Well, there’s cheap humor, and by “cheap” I mean “popular”. It’s a kind of humor that takes little effort or thought—and who wouldn’t love something that takes little thought?—and yet people laugh anyway. At least 13-year-old boys do, and some men…many…or most…OK, pretty much all men.
What is it that takes no effort but amuses everyone sometimes and the simple minded every time? Sex jokes of course. But you knew that. For instance, what do you call an Alabama farmer with a sheep under each arm? A pimp. Actually, since I’m from Georgia, that counts as an Alabama joke. A real sex joke would be the difference between sin and a shame—it’s a sin to stick it in and a shame to pull it out.
The other kind of cheap and easy humor is scatological. The snooty term “scatological” is pretty much fancy Latin for “fart jokes”. As a male who was once 13, I of course recognize that the world is a better place if we are able to refer to a loud fart as “releasing the hounds”.
But we’re grownups here, Mature and Responsible, so we push past intellectual laziness to something more sophisticated. Like the blonde who took a scarf back to the store because it was too tight. Or we could move into professional humor, such as that involving lawyers:
The National Institutes of Health decided to start using lawyers instead of rats in their experiments, explaining that:
- Lab assistants were becoming emotionally attached to the rats, which would not be a problem if they used lawyers.
- Humanitarian societies would not object to the way lawyers were treated.
- There are some things a rat won’t do.
But if a person has decided to abandon all pretense of contributing to society, I know I’ve got my hand in the air, by becoming a writer, then naturally that person will want to generate humor through subtle manipulation of text and situation. As soon as I run out of fart jokes.
While contemplating this topic of humor, I found that I had run out of balsamic vinegar, which is a staple for any house that… Actually, some houses don’t have balsamic vinegar at all. I guess it’s a staple for any house that has balsamic vinegar. Before a salad crisis could arise, a vegetable conflict that I didn’t want to contemplate, I drove to the grocery store.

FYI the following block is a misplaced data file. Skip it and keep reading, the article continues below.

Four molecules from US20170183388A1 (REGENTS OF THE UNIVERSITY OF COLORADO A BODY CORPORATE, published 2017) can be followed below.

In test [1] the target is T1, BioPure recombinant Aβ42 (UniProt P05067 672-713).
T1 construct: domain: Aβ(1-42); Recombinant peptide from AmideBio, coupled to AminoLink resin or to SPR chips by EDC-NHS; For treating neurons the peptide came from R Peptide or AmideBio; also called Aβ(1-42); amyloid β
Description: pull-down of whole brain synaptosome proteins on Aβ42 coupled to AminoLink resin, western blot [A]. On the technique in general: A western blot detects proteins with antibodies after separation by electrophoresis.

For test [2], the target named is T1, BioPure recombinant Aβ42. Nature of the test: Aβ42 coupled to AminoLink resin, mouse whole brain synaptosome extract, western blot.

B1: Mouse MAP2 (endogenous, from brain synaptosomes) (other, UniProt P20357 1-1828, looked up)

Though I was only at the grocery emporium for balsamic vinegar, I didn’t know what impulse items might acquire a dietary importance that had not been evident before I entered the store. I might suddenly need plantains, if I were to take up Central American cooking, or tapioca flour, in case… in case… I can’t imagine what that would be used for. But you never know, so I got a shopping cart and went looking for a bottle of aceto balsamico tradizionale, as we Mature and Responsible cooks like to think of it.
When I reached the condiment aisle, I found that a woman had just had a moment of revelation, and she stood transfixed, staring into space not moving. Or maybe she was staring at the bottles of hot sauce. I don’t know. She wasn’t moving at any rate. And her cart was in the middle of the aisle.
So I couldn’t reach the vinegar. I tried to be polite. I waited patiently. I read the ingredients on a jar of mayonnaise. I said “hmm!” loudly. Finally I went around to the next aisle to come in from another direction, but just as I got there, a store employee had filled the aisle with boxes of anchovies. I don’t like anchovies. My brother would always put them on pizzas at home when he was cooking, and I couldn’t bear them. And now anchovies were blocking the aisle.
I’m a very patient man, as you can tell, not only Mature and Responsible, but even-tempered in spite of my dislike of anchovies. While I was waiting, I went off to the cereal aisle to examine the granola, which I didn’t need, but when I came back to condiments, the anchovies and the contemplative woman were still blocking the aisle. I knew that it was almost time for Wheel of Fortune to come on TV, so I didn’t have time to buy balsamic vinegar, and I was forced to return home without it.
Now I can’t have a salad, and without the roughage provided by a salad I can’t possibly be funny.